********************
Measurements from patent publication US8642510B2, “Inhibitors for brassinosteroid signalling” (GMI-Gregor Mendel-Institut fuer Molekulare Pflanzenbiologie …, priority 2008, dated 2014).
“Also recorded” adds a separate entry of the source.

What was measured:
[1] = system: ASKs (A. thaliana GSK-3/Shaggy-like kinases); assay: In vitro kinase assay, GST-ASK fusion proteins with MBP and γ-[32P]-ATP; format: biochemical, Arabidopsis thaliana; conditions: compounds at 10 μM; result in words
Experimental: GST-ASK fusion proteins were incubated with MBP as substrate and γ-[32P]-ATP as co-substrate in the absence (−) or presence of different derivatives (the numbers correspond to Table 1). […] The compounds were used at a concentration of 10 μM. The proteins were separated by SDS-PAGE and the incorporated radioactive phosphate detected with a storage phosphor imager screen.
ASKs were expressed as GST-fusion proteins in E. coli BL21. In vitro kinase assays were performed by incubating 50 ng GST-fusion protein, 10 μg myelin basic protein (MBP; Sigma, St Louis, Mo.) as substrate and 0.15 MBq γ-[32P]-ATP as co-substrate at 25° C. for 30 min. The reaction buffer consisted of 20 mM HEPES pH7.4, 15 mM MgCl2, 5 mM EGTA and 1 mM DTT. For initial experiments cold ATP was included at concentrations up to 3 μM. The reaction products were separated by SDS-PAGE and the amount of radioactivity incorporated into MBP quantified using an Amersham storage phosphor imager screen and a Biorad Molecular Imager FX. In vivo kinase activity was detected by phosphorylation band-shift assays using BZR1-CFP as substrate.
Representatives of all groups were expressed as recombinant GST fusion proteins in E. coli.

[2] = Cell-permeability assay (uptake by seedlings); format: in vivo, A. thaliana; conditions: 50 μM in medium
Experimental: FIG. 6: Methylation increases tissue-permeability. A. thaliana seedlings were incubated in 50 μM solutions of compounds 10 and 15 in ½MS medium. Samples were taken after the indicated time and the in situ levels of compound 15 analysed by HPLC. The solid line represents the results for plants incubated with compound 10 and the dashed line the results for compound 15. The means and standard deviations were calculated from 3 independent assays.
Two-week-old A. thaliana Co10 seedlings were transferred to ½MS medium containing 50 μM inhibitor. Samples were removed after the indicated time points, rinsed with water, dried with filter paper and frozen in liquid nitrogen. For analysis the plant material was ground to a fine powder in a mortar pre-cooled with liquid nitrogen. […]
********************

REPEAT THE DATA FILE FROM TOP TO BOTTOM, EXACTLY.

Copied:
Measurements from patent publication US8642510B2, “Inhibitors for brassinosteroid signalling” (GMI-Gregor Mendel-Institut fuer Molekulare Pflanzenbiologie …, priority 2008, dated 2014).
“Also recorded” adds a separate entry of the source.

What was measured:
[1] = system: ASKs (A. thaliana GSK-3/Shaggy-like kinases); assay: In vitro kinase assay, GST-ASK fusion proteins with MBP and γ-[32P]-ATP; format: biochemical, Arabidopsis thaliana; conditions: compounds at 10 μM; result in words
Experimental: GST-ASK fusion proteins were incubated with MBP as substrate and γ-[32P]-ATP as co-substrate in the absence (−) or presence of different derivatives (the numbers correspond to Table 1). […] The compounds were used at a concentration of 10 μM. The proteins were separated by SDS-PAGE and the incorporated radioactive phosphate detected with a storage phosphor imager screen.
ASKs were expressed as GST-fusion proteins in E. coli BL21. In vitro kinase assays were performed by incubating 50 ng GST-fusion protein, 10 μg myelin basic protein (MBP; Sigma, St Louis, Mo.) as substrate and 0.15 MBq γ-[32P]-ATP as co-substrate at 25° C. for 30 min. The reaction buffer consisted of 20 mM HEPES pH7.4, 15 mM MgCl2, 5 mM EGTA and 1 mM DTT. For initial experiments cold ATP was included at concentrations up to 3 μM. The reaction products were separated by SDS-PAGE and the amount of radioactivity incorporated into MBP quantified using an Amersham storage phosphor imager screen and a Biorad Molecular Imager FX. In vivo kinase activity was detected by phosphorylation band-shift assays using BZR1-CFP as substrate.
Representatives of all groups were expressed as recombinant GST fusion proteins in E. coli.

[2] = Cell-permeability assay (uptake by seedlings); format: in vivo, A. thaliana; conditions: 50 μM in medium
Experimental: FIG. 6: Methylation increases tissue-permeability. A. thaliana seedlings were incubated in 50 μM solutions of compounds 10 and 15 in ½MS medium. Samples were taken after the indicated time and the in situ levels of compound 15 analysed by HPLC. The solid line represents the results for plants incubated with compound 10 and the dashed line the results for compound 15. The means and standard deviations were calculated from 3 independent assays.
Two-week-old A. thaliana Co10 seedlings were transferred to ½MS medium containing 50 μM inhibitor. Samples were removed after the indicated time points, rinsed with water, dried with filter paper and frozen in liquid nitrogen. For analysis the plant material was ground to a fine powder in a mortar pre-cooled with liquid nitrogen. […]